When public companies are acquired, the price paid is typically a premium to the current market price for a single share. Some of this premium may reflect the ability of a buyer to exercise control over the business and direct its cash flows, etc. As such, many practitioners apply a control premium to the market price of the stocks of the guideline companies. The application and estimation of this premium is a factor that has been debated within the valuation community, and it remains a significant element of the judgment that impacts estimated values of businesses.
The guideline transaction method is similar to the guideline company method in many respects. Rather than consider the price of similar publicly-traded companies, it considers the available information related to companies that have been acquired. If estimable, multiples of revenue, EBITDA, EBIT, etc. are calculated and applied to the corresponding financial measures of the subject company. In addition to the subjective nature of choosing the guideline transactions, which multiples to apply, and the adjustments to the multiples, this approach is often further troubled by the limited and inconsistent nature of the available data related to acquired companies.[Editor’s Note: For more on this topic and other similar topics, you may wish to read “Business Valuation: Expert Analysis Methods in Plain English,” “Business Valuation Tax Act of 2017: Comparability and Calculation,” and “Valuing a Company” For more webinars on the topic, you may like “How to Select the Right Valuation Expert,” or “Legal and Practical Advice-Roadmap to Selling Your Business” ]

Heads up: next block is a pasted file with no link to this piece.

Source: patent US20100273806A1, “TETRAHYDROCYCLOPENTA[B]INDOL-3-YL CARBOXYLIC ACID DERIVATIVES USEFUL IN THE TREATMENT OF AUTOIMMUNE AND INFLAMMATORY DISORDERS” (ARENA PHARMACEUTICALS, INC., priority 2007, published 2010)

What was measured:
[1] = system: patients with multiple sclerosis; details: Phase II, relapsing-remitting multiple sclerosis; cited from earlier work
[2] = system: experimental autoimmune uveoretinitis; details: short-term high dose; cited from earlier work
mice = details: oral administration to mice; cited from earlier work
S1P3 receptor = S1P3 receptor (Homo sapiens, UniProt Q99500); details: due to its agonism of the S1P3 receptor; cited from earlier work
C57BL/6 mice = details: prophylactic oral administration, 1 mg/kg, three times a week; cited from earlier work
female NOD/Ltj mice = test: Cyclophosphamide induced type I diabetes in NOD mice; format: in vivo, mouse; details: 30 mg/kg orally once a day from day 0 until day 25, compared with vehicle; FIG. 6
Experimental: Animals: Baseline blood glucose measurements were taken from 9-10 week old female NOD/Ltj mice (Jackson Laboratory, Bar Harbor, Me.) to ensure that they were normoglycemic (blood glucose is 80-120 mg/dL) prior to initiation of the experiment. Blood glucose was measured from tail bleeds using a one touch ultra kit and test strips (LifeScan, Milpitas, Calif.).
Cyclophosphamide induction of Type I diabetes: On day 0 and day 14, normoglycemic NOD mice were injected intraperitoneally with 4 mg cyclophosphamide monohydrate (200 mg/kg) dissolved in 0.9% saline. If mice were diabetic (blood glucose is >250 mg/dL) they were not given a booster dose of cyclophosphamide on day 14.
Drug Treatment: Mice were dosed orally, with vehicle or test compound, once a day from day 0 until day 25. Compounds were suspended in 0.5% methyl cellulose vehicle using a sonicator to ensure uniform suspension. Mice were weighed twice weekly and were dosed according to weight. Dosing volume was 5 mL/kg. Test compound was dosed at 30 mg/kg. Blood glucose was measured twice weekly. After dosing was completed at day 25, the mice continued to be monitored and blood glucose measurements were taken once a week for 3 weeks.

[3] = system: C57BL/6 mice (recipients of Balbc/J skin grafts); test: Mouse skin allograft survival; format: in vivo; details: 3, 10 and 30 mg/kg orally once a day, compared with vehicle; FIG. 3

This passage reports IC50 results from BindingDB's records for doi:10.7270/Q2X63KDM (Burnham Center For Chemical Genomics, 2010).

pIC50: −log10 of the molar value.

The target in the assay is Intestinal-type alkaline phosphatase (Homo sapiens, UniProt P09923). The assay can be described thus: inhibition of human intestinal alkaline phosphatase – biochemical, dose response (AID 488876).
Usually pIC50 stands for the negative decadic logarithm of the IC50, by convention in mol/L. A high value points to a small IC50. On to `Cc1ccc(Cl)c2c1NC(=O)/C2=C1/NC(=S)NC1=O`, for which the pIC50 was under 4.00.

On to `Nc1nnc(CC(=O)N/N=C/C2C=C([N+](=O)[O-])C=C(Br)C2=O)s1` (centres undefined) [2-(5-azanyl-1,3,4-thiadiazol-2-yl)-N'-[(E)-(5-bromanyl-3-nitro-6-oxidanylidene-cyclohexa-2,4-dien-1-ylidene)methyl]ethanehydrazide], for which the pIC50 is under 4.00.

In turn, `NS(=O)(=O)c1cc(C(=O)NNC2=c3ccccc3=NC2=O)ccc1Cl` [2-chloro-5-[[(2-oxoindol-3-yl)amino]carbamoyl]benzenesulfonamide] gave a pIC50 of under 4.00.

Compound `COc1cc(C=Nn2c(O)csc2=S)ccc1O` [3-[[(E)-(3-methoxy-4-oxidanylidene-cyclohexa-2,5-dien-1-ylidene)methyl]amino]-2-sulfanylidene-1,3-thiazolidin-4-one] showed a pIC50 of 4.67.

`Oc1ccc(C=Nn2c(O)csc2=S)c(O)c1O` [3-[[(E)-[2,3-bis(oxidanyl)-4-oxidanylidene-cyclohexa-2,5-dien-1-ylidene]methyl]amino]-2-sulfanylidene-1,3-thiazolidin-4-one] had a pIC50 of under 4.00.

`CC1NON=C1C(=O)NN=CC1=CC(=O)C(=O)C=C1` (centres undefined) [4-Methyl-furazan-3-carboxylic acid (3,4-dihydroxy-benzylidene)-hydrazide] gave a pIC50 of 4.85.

The application of the income and market approaches have many areas of subjective judgment that practitioners make based on their experience and knowledge. Consideration and reconciliation of multiple approaches allows practitioners to gain confidence in their valuation conclusions, but the subjective nature of many of the assumptions make valuing a business more of an art than a science.
[Editor’s Note: This is an updated version of an article that first appeared in April of 2015. Read more about Business Transition and Exit Planning.]
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Steve Fischoff is a Senior Director with Alvarez & Marsal Valuation Services in Chicago specializing in the valuation of businesses and business interests including equity interests, liabilities and debt, options and derivatives, intellectual property and other tangible and intangible assets. His primary areas of concentration are providing opinions of value for financial reporting, tax planning…